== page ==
What did Muslim Brotherhood do to January 25 Revolution?



Wed, 24 Jan 2018 - 04:04 GMT


Wed, 24 Jan 2018 - 04:04 GMT

A protester stands in front of a burning barricade during a demonstration in Cairo January 28, 2011. REUTERS/Goran Tomasevic

A protester stands in front of a burning barricade during a demonstration in Cairo January 28, 2011. REUTERS/Goran Tomasevic

CAIRO - 24 January 2017: Millions of Egyptians took to the streets in the January 25 Revolution over 18 days in 2011. Their motto was “Bread, Freedom, Social Justice.” Only patriotism chants were kept up without any mention of partisan or ideological slogans.

The date marking the historic turning point coincides with Police Day, which was chosen to protest police brutality. The mobilization was assumed by the “We are all Khaled Said” Facebook page named after a torture victim in Alexandria. Said was beaten to death in the street by policemen on June 6, 2010 for allegedly possessing drugs.

On Fury Friday (January 28, 2011), the crowds started to chant “the people want to overthrow the regime” until former President Mohamed Hosni Mubarak resigned on February 11 of the same year.

A few weeks later, Islamist forces led by the now-outlawed Muslim Brotherhood started to push for measures that would give them a fast-track to authority. A case in point was holding a referendum to vote on holding parliamentary elections before drafting the constitution.

The Brotherhood, along with other Islamist forces, voiced their intention of forcing Sharia law upon the Egyptian people on July 29, 2011 during a protest in Tahrir Square, contradicting the freedom value advocated for in the revolution. That day is popularly known as “Kandahar Friday”, named after the second largest city in Afghanistan.

Thereafter, MB members used to harass protestors belonging to different political tendencies. Before the announcement of the 2012 presidential election results, they made threats of committing violence and vandalism if Mohamed Morsi was not declared president.

The committee in charge of drafting the 2013 constitution was formed by the Brotherhood-majority parliament, giving the president absolute powers, which was abolished in the 2014 constitution.

Muslim Brotherhood defector lawyer Tharwat El Kharbawy told Egypt Today that once the revolution erupted, he knew the Muslim Brotherhood would reach power, as they were the only organized force that was able to mobilize a large number of Egyptians to vote for them.

El Kharbawy 3
Muslim Brotherhood defector Lawyer and Author Tharwat El Kharbawy - File Photo

“I have a conviction that the Brotherhood is not qualified to rule the country because they do not have real politicians who are able to communicate with the public and because they have a far different understanding of religion and homeland from what is common among the great majority of Egyptians,” Kharbawy stated.

The former brotherhood member identified the group’s mistakes that terminated their rule in one year. In the first place, it was spreading its members in different positions across different governmental bodies so that their regime would not face resistance when promulgating laws and constitutional amendments serving their goals the year after.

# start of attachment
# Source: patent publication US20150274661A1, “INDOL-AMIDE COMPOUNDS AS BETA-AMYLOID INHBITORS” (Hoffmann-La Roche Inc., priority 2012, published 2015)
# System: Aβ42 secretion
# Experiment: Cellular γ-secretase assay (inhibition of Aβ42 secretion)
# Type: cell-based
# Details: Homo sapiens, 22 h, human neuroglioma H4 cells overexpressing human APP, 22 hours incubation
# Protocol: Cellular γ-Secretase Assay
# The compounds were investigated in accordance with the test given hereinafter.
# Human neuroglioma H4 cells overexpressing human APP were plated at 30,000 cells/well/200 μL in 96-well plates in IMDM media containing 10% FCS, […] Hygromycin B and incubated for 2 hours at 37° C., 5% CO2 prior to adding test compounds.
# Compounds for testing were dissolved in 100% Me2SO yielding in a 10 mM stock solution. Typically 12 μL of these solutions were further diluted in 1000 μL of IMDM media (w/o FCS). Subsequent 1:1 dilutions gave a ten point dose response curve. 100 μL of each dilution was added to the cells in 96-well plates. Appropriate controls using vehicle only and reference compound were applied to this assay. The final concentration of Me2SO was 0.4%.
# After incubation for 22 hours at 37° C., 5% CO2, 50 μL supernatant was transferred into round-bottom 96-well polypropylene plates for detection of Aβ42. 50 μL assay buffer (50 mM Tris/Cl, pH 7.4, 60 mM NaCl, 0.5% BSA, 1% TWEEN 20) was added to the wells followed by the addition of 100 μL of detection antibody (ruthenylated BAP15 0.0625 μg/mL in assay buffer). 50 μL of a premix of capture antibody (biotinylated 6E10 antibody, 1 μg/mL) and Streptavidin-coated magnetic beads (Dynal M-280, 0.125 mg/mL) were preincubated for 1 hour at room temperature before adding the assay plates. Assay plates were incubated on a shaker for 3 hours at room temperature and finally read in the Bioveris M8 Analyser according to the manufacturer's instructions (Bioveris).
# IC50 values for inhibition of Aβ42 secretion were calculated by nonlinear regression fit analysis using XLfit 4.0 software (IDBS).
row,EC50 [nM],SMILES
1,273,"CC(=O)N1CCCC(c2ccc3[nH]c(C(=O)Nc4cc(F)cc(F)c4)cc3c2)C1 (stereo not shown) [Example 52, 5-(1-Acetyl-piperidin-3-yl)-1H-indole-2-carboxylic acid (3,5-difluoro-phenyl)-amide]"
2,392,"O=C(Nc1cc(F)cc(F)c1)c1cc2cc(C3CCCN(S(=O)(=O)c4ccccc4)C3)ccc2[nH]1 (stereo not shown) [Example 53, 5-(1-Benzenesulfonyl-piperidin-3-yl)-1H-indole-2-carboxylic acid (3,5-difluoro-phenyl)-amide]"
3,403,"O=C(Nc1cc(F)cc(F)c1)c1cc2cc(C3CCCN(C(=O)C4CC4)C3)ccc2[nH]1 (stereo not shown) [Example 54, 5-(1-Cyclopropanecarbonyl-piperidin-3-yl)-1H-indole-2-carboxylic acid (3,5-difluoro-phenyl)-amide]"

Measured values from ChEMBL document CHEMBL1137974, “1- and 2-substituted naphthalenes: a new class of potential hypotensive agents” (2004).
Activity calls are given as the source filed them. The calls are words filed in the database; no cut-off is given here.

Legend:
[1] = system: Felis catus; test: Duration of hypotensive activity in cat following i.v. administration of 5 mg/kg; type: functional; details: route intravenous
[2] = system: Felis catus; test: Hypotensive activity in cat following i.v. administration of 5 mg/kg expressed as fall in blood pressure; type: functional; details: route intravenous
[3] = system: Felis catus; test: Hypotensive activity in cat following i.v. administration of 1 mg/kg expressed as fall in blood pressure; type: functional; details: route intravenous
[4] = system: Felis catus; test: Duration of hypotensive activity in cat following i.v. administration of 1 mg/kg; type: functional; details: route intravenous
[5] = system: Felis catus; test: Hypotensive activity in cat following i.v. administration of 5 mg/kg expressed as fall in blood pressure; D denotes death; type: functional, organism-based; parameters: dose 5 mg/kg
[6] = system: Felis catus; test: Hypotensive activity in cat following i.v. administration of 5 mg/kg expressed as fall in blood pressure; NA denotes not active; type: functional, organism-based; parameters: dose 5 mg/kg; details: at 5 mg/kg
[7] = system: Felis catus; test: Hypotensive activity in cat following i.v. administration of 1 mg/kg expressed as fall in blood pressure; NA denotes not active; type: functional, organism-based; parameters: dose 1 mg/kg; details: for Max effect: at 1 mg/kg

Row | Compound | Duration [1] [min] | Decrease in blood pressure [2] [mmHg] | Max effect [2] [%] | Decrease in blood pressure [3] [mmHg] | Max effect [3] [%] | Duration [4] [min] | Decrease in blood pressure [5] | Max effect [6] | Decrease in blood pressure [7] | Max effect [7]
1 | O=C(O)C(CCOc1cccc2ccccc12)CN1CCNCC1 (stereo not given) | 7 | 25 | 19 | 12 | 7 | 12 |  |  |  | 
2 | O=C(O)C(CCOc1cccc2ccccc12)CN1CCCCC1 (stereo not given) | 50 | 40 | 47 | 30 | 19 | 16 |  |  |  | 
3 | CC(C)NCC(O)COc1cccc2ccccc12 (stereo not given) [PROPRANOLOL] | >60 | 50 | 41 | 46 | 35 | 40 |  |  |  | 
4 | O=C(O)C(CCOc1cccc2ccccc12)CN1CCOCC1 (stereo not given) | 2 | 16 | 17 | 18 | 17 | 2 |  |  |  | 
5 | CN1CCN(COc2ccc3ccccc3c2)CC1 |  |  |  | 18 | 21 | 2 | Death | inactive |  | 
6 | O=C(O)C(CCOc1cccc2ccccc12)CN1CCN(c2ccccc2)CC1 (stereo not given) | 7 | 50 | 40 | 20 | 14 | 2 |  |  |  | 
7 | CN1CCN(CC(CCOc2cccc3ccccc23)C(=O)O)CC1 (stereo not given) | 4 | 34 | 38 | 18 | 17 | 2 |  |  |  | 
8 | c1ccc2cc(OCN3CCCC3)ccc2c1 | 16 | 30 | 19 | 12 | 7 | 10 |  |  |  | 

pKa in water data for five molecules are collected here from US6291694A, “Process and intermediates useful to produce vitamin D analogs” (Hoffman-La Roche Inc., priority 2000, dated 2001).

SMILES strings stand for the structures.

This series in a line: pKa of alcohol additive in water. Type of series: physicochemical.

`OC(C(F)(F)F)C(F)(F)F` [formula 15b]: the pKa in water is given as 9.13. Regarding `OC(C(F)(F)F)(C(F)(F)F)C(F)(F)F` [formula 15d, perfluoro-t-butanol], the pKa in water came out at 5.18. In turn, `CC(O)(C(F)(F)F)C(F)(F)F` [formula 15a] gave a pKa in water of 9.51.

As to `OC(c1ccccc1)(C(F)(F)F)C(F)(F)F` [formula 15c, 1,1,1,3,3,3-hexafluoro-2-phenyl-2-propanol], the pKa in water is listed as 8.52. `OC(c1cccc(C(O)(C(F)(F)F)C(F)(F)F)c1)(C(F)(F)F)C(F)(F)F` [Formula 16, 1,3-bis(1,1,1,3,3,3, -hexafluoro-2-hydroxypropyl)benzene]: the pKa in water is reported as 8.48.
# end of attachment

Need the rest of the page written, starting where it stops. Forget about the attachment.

In the second place, it drafted a law in the parliament to decrease the retirement age of judges from 70 to 60 in order to get rid of 3,000 judges and substitute them with others adopting the same ideology as the Brotherhood. That is in addition to Morsi’s attempt to dismiss the Public Prosecutor at that time, Abdel Meguid Mahmoud, before the end of his term.

In the third place, Morsi had issued a constitutional declaration rendering his decrees immune from any appeal. Kharbawy also emphasized their public discourse that reflected dictatorship and alienation of all other political tendencies.

Kharbawy explained that the Brotherhood implements two different strategies in time of “weakness stages” and “empowerment stages.” They resort to alienation during the latter, while building alliances with non-Islamist forces during the former in order to garner sympathy when adopting victimization discourse.

He added that the Brotherhood allies with other Islamist groups, including militant and takfiri ones when confronting secular tendencies.

Kharbawy stressed the impossibility of removing the Brotherhood from rule through elections or referenda, as they had mastered forging ballot results. He revealed that during the Lawyers Syndicate’s board election in 1990, 6 out of the 17 Brotherhood members on board won by forgery and that similar incidents occurred in the Doctors Syndicate and Engineers Syndicate.

During his membership in the Brotherhood’s Parliamentary Election Observation Committee, Kharbawy knew that group-affiliated employees working in different institutions and organizations mark ballot sheets on behalf of the Brotherhood candidates in different elections. He clarified that the group leaders used to issue Fatwas (religious opinions) justifying forgery, as it serves the purpose of achieving “Islamic rule.”

Additional reporting by Mohamed Ismail



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